My home base airport sits in the Santa Ana canyon area of Southern California. It’s so heavily traveled by general aviation aircraft that a certain paranoia about a midair collision sets in. Everyone–and I mean everyone–keeps their eyes peeled while flying near Corona.
When flying over less populated areas, however, a certain complacency can set in. After all, midair collisions are extraordinarly rare. According to the Air Safety Foundation’s most recent (2002) Nall Safety Report, there were only 5 midair collisions for the entire year nationwide, and only three of those were fatal.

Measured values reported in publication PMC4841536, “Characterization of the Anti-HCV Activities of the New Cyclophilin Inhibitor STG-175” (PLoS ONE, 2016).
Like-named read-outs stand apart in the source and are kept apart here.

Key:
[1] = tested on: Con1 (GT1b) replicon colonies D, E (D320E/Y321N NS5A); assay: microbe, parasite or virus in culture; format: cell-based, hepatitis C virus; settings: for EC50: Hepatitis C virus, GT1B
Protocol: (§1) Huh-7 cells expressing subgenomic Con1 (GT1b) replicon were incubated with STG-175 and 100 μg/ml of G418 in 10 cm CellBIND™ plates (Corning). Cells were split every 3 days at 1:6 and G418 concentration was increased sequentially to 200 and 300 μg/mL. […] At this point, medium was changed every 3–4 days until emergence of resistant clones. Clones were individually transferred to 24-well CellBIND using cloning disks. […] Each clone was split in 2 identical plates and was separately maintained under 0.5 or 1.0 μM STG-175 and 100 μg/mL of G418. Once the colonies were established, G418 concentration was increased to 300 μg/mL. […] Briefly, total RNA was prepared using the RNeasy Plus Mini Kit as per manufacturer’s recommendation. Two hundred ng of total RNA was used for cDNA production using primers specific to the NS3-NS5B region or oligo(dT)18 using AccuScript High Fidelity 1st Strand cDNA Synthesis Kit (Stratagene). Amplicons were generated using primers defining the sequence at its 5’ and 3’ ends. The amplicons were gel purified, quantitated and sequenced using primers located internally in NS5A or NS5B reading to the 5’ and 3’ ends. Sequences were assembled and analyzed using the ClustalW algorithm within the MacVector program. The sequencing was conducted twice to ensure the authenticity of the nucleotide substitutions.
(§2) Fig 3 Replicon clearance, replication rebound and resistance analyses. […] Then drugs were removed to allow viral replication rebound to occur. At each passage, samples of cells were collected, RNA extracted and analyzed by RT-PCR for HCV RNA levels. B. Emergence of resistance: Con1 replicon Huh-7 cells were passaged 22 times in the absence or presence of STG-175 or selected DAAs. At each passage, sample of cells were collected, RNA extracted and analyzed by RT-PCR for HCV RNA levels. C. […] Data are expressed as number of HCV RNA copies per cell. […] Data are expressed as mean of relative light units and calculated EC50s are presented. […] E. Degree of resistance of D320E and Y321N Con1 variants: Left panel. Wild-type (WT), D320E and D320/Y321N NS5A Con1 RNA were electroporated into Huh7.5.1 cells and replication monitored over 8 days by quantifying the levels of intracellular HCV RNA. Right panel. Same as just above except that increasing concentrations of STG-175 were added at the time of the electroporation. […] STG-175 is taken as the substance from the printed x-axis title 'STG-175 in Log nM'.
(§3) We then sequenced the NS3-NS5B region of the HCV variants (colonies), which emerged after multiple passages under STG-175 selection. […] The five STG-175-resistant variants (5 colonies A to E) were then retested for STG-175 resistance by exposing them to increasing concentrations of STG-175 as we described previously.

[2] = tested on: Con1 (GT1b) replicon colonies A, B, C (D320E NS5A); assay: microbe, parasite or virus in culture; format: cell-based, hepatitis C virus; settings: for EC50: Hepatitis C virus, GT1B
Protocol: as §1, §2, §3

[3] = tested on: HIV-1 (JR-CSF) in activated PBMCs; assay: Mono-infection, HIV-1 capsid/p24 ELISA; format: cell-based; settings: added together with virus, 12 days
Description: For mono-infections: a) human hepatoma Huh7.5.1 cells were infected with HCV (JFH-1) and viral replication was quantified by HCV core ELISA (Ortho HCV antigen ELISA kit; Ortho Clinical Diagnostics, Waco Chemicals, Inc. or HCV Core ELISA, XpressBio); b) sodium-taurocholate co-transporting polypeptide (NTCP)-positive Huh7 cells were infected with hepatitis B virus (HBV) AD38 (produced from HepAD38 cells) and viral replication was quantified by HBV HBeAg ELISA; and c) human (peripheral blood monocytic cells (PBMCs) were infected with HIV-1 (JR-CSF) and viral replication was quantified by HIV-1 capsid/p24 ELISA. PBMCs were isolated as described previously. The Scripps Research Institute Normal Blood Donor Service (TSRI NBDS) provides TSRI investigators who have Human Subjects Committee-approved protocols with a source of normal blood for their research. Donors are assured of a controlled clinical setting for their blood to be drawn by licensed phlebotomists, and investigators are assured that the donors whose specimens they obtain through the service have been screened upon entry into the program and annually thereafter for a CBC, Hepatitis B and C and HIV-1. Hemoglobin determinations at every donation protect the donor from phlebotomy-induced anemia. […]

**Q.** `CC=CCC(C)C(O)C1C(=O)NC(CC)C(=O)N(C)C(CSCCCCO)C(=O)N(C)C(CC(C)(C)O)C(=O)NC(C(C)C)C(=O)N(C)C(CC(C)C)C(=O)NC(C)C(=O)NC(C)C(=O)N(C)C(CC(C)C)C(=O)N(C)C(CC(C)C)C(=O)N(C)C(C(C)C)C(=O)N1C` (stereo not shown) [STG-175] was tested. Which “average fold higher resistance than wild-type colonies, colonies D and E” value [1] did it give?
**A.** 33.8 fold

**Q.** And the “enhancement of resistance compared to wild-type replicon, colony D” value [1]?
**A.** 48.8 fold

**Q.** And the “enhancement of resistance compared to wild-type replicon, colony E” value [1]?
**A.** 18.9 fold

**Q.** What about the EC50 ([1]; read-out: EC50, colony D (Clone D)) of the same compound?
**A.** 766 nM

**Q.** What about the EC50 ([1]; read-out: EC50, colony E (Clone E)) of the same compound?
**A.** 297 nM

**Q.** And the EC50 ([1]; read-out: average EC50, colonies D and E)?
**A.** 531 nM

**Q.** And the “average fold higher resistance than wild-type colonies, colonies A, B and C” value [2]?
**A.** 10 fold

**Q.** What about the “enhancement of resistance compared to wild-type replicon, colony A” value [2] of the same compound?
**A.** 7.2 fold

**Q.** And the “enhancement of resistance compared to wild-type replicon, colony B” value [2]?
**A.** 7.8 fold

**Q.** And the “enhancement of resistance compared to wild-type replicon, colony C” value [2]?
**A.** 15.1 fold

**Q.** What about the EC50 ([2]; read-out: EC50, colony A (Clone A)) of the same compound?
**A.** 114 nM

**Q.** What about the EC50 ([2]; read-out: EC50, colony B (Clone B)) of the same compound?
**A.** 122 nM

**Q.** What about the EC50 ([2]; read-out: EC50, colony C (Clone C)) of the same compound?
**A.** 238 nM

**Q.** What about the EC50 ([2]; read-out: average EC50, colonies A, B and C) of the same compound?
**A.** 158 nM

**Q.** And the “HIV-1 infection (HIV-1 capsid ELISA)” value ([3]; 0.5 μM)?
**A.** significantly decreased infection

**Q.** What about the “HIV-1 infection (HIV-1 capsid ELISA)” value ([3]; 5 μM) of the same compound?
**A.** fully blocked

But that complacency can come back to bite you in the ass just as it did to a C-180 and Beech Baron over Tehachapi in January. There are no pictures of the Skywagon, but here are a few of the Baron. Note the blood on the back of the pilots seat.
Gotta give credit to Massive Headwound Harry, though. He got that plane on the ground in one piece–no easy feat considering the flight conditions. Despite the way it looks, I’m not sure the damage was critical. The wing spar, attach points, carry-through, control cables, wiring, and gear were all well below the affected area.
You’ve gotta love the NTSB way of phrasing things. My friend Dan pointed out that they make it sound as though the “precautionary landing” was optional. No, when there’s a 200 mph breeze in your face, you’re bleeding from the head, and your twin engine Baron has just been transformed into a convertible, continuing on to your destination is probably not an option.